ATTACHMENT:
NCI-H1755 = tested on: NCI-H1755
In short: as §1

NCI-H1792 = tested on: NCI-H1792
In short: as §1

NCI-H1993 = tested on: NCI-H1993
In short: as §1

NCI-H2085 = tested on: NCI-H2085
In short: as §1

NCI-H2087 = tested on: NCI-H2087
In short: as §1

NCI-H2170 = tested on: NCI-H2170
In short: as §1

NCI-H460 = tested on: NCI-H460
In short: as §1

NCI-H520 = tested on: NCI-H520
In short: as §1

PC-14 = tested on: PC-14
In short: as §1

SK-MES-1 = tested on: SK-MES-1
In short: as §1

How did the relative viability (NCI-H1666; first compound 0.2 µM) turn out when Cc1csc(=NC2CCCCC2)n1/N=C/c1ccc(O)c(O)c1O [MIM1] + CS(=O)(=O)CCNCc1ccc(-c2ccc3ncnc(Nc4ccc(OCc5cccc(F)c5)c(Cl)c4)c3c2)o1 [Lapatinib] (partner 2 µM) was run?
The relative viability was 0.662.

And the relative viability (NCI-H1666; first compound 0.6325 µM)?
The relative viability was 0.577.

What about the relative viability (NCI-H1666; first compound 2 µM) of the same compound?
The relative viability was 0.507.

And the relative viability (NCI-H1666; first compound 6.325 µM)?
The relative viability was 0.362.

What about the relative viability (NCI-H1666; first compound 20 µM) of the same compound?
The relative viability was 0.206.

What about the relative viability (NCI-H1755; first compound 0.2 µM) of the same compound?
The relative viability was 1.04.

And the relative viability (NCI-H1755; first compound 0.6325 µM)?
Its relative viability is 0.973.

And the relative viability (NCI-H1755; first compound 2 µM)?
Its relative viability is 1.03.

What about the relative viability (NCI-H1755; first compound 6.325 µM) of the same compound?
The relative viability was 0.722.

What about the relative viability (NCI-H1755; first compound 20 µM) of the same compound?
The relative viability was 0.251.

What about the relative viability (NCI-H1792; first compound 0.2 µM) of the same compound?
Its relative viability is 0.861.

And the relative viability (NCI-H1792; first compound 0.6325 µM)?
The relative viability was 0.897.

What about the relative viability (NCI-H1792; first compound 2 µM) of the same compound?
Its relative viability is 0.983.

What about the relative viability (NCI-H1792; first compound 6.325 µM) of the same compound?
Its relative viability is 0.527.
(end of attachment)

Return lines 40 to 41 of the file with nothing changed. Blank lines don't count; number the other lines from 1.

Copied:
The relative viability was 0.251.

What about the relative viability (NCI-H1792; first compound 0.2 µM) of the same compound?